ASTONISHINGLY, Good Vibrations claims to be 'the first-ever comprehensive musical retrospective' of The Beach Boys. It may be true, but it doesn't seem like it; their back catalogue has been exploited to that point of saturation where their most famous songs appear to be part of an eternal reissue programme. Is there an attic left that doesn't hold at least one Beach Boys hits compilation?
But Good Vibrations doesn't just restrict itself to the hits: these five CDs take us all the way from soup to nuts. Four of the discs deal with the groups progress from a spunky teen demo of 'Surfin' USA' to the middle-aged ignominy of 'Getcha Back' and 'Kokomo', while the fifth offers out-takes, vocal tracks and derelict fragments. The first CD manages to race through the surf and car songs up to the brink of Brian Wilson's maturity with the more introspective leanings of the Today] album, which doesn't leave all that much to spread across the other three discs.
Hence the third and, particularly, the fourth CDs chart the accelerating artistic decline of the group, while the second contains the pinnacle achievement of Pet Sounds and its tilting over into the airhead whimsy of the aborted Smile sessions. Pet Sounds is the landmark work most indicative of the increasing complexity of pop music in the late Sixties; Paul McCartney's favourite record, it broke new ground with arrangements that seemed to turn the common languages of pop and orchestral music on their heads. Some measure of the heights Wilson scaled with Pet Sounds can be gained from the fact that, despite providing eight tracks, it is still under-represented here.
The real meat of the matter, and the main selling point of the box, are the buffed-up fragments from the Smile sessions. These tracks are sensitive, certainly, but also laboured and, in several cases, just musical babbling, with Brian running off at the ear as the acid took over. And as soon as you hear the first of the reinstated lines of 'Heroes and Villains', - 'In the cantina, Margarita keeps the spirits high' - your heart sinks: it's only marginally more welcome than the dire 1979 10-minute disco mix of 'Here Comes the Night' that's included on a sixth disc of European hits: surely, you think, they can crawl no lower than this?
Then you hear Summer In Paradise, their latest album, and you realise that there is no limit to the depths they can plumb. Botched, sloppy covers of old hits like 'Under the Boardwalk' and 'Hot Fun in the Summertime', as many other songs as they could scrape together with 'summer' in the title and even an excruciating remake of 'Surfin' ' done to the kind of hip hop backing that merely reveals how little hip hop they listen to. It is jaw-droppingly awful, a fitting example of the 'commercial' cul-de-sac up which Mike Love has led them. Ignore it and buy another copy of Pet Sounds instead.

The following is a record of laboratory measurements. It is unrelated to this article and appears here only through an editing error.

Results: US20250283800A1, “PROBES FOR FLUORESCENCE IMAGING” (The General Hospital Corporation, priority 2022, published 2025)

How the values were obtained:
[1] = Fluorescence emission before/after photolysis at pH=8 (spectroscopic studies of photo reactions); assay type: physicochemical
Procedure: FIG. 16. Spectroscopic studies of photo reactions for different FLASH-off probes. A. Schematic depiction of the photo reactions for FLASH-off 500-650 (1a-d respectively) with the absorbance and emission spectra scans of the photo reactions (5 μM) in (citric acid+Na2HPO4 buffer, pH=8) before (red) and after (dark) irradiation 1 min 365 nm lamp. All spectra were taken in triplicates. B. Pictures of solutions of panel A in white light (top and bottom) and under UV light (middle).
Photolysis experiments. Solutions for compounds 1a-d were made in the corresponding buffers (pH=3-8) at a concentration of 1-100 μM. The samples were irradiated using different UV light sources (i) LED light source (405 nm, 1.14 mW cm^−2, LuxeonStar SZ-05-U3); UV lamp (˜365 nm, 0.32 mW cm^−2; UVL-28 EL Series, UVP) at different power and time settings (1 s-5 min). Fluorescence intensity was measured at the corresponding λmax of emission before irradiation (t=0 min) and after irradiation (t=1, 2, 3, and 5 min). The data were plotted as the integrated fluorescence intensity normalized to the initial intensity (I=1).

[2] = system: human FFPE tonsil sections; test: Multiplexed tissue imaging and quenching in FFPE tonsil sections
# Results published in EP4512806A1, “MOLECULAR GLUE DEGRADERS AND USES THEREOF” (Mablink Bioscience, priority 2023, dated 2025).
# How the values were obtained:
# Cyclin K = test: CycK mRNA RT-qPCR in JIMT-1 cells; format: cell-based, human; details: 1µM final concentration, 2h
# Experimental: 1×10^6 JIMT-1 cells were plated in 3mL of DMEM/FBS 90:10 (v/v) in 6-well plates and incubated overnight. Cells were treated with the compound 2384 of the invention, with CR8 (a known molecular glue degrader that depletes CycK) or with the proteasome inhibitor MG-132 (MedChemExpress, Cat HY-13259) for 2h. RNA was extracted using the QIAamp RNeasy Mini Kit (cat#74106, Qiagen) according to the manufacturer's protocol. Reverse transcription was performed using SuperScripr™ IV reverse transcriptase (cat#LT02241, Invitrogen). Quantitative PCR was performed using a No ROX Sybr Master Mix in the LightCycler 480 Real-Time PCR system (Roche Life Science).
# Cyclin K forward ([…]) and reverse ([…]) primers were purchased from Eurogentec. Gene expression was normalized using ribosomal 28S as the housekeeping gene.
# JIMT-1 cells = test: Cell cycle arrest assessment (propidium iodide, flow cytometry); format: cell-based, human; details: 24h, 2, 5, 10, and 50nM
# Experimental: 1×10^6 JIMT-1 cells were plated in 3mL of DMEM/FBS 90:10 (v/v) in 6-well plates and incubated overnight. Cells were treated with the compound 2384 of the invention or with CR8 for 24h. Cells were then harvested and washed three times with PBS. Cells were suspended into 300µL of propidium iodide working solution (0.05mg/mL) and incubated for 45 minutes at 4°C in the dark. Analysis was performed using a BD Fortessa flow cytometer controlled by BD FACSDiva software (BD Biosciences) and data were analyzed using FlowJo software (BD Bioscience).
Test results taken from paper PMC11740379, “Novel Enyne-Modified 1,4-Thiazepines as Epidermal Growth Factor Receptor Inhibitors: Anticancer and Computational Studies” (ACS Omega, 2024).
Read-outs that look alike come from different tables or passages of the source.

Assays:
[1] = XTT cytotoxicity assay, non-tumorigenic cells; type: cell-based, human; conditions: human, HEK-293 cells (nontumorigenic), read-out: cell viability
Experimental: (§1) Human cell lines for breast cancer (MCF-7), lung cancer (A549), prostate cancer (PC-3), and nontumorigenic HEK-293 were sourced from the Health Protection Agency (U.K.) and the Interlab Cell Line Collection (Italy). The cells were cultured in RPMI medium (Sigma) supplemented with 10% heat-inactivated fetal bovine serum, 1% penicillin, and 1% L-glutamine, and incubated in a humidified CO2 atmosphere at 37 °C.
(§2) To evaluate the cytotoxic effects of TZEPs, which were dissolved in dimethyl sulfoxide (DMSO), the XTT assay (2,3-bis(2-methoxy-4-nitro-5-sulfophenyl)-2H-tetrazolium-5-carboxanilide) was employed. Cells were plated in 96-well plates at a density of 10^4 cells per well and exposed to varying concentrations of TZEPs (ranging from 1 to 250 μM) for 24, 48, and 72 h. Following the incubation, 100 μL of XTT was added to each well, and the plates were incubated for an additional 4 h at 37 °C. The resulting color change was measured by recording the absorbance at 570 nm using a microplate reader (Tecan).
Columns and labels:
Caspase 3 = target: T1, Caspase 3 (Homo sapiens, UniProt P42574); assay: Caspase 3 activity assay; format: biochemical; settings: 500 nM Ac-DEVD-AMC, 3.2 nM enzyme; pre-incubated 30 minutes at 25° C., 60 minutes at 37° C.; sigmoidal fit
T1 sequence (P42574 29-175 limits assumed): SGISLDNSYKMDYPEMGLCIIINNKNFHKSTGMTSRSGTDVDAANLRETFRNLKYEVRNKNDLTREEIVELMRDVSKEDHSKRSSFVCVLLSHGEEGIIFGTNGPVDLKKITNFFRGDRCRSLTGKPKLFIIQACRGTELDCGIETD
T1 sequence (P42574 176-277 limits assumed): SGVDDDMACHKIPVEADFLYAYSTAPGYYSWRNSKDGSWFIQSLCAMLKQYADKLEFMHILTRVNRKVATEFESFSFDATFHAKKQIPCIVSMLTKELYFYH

UB40 - Promises and Lies (Virgin CDDEP 15)
THANKS, perhaps, to the wealth of classic Jamaican reggae material that remains largely unknown outside the specialist confines of the genre, UB40 have managed to become one of the world's top covers bands - their last LP of old faves, Labour of Love II, sold some five million copies. Their own material, though, is more modestly equipped for success, sticking mainly to slight homilies of love and morality like 'Promises and Lies' and 'Things Ain't Like they Used to Be'.
'Sorry', for instance, closes the album with a general post-colonial demand for remuneration that has a universal echo across the world. It's a modern reflection of the way in which, under Bob Marley's leadership, reggae music came to represent a sympathy for the downtrodden - in whose service Ali Campbell's voice sounds apologetic and acquiescent, but passionately so. The track 'Reggae Music' toasts the band's success as simply a corollary of their friendship and shared love of roots reggae - though the more likely successes here, 'Higher Ground' and 'Bring Me Your Cup', feature a dancehall computer-reggae style in the Steely & Clevie mould; but even in these cases, Campbell's mellow vocals manage to root the tracks in a more organic tradition. Pleasant enough, but hardly earth-shattering.
David Sylvian & Robert Fripp - The First Day (Virgin CDVX 2712)
THE FIRST DAY is as close as Robert Fripp has come to the old King Crimson style in decades, with tracks like the 11-minute-long '20th Century Dreaming' and 17-minute 'Darshan' following austere and angular jazz-funk paths before locking into more modern, ambient-techno grooves.
At times, the musos - besides Fripp and Sylvian, there's Jerry Marotta on drums, and Trey Gunn on 'stick' bass - play with that tightly-knotted quality common to much Seventies art-rock, everyone determined to make their part as impressively difficult as possible. You only have to glance at Gunn's stick thing, with its superabundance of strings, to know he's going to want to play more of them than perhaps a bassist ought. And so it proves:
Some of the best moments are the result of Fripp's transparent-sounding 'Frippertronic' style, glistening guitar loops sustained to infinity and layered like showers of diamonds. Sylvian, meanwhile, might have lost the visual fragility of his Japan years but his voice is as emotionally amorphous as ever, sounding simultaneously soulful and alienated. The only time it comes up short is on 'Brightness Falls', where a heavy drum sample inspires the group to try a 'Foxy Lady'-style riff: with Sylvian's delicate vocal perched atop, it's like a tank firing feathers.
(Photograph omitted)Reuse content